The jokers in Cope are hardly worth a mention. Mosiuoa Lekota and Mbhazima Shilowa caused a stir five years ago. When they were supposed to build the party together, they quibbled and then went to war with each other, only for one of them (Lekota) to belatedly wake up with the hope that the South African voter – this battered and disrespected animal – would remain hopeful that Cope was a viable option for a future government.
The ANC, meanwhile, gives us Jacob Zuma. For all his gaffe-proneness, the organisation is saying he is the best it has to offer South Africans. Forget the Nkandla fire pool and all. Not only that. The ANC also offers our battered voters Mmemezi and Pule, and others like them.
This democracy, we must always remember, is built on dead bodies, tortured souls and shattered dreams. The death this week of Solomon Mahlangu’s mother – Martha – must, if nothing else, remind us of the birth pangs of freedom.
And so those who represent us in our various legislatures – the true representatives of the people – ought necessarily to be possessed of the will to put the country first in their service.
Frenchman Georges Pompidou once remarked that a statesman is a politician who puts himself at his country’s service, whereas a politician is a statesman who puts the country at his own service. No bets where our rogue politicians belong.
Mmemezi used our taxes to buy baked beans, burgers and artwork for his family. Pule employed her boyfriend to manage a huge information and communications technology tender. Over R200 million was spent protecting Zuma and his family. Malema is fighting a tax war in court for benefits he enjoyed with his family.
The punishment we suffer for leaving matters of governance to others, Plato told us, is to be governed by the worse among us.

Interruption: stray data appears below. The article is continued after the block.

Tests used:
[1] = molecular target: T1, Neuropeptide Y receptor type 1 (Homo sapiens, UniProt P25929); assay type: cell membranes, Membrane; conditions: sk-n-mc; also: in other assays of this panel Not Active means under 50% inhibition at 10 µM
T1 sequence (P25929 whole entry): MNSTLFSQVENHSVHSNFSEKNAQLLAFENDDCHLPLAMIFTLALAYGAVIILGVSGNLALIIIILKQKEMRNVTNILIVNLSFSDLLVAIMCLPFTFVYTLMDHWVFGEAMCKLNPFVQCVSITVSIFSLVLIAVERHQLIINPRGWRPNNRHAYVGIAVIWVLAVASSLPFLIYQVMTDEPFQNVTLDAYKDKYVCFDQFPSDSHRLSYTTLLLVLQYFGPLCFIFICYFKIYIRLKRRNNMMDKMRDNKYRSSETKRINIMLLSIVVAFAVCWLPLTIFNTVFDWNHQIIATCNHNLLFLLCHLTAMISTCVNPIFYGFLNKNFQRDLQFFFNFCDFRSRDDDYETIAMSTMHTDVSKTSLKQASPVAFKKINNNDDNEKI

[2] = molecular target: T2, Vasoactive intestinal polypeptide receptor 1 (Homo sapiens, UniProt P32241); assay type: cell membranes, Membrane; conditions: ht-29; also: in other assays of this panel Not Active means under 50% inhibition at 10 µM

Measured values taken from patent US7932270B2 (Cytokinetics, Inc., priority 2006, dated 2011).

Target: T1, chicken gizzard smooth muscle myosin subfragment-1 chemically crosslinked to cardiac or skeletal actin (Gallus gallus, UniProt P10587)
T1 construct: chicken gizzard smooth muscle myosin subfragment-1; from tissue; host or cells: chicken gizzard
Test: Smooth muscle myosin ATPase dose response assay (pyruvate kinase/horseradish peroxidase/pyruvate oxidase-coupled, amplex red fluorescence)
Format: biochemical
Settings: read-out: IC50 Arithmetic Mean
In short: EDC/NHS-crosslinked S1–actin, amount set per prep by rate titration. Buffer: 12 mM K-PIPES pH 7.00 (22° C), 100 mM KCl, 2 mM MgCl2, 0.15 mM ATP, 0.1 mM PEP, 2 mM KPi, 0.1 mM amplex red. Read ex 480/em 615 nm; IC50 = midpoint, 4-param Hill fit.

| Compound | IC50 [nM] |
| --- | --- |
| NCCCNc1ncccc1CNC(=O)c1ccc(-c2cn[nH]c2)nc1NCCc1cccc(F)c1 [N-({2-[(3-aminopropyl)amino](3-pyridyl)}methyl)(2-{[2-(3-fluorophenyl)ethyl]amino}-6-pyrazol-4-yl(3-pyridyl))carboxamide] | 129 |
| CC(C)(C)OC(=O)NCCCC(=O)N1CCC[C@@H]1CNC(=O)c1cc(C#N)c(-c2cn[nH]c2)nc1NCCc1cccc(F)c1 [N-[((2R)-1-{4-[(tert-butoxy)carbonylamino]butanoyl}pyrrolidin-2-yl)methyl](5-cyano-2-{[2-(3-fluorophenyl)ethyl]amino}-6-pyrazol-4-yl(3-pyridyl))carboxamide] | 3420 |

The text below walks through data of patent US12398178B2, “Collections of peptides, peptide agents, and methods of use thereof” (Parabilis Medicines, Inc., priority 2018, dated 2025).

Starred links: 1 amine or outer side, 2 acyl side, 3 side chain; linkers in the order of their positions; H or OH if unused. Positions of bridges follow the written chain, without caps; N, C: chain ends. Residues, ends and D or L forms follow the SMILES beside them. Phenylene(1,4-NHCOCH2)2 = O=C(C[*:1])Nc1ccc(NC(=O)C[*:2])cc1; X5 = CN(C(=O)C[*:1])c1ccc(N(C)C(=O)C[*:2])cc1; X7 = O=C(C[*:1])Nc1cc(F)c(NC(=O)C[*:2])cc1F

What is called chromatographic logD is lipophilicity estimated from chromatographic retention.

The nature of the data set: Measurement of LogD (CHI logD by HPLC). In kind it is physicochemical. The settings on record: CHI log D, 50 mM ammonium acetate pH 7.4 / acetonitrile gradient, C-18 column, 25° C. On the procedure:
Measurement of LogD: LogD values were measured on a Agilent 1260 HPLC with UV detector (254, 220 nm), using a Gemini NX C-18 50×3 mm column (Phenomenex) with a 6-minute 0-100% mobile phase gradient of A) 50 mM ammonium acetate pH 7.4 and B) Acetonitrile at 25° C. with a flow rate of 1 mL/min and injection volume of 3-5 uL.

We all know the ANC can do better. But the question is whether it wants to or, more appropriately, it feels forced to. Human beings are such that they are engineered to do the bare minimum. This is why we have laws and rules.
The DA too can do better. If making a few superficial changes to the make-up of the DA is sufficient to get the number of black people we see when it marches against the ANC or Cosatu, why would the powers behind the DA want to embrace real transformation?
Zille and company are hoping Zuma and the ANC will, by making characters like Mmemezi and Pule MPs post-May 7, anger many other people to vote for the DA. Put differently, they are hoping for people to vote for the DA not because they like it, but because they now hate the ANC or are disenchanted with it. For them, most voters can’t see past this subterfuge.
The EFF can’t do better than Malema for, it appears, Malema is the EFF. Malema, like Mmemezi and Pule, does not appear to be a person much constrained by rules or the law. Yet he, like the rest, is a “real” option for people who should enact laws and rules that govern all of us. What a pity.
When political parties take decisions like these, when they put forward names of discredited individuals as true representatives of the people, they make a fundamental statement about what they think of the South African voters.
When parties scrape the barrel to give us Zuma, Malema, Zille, Ramphele, Pule, Mmemezi and others, they intentionally insult our intelligence. This disrespect must unhinge us all. I would never encourage anyone not to vote – for, that is the height of folly.
Yet, even when you are not that enthusiastic about the exercise, the options feel like a participation in your own insult. The punishment we suffer.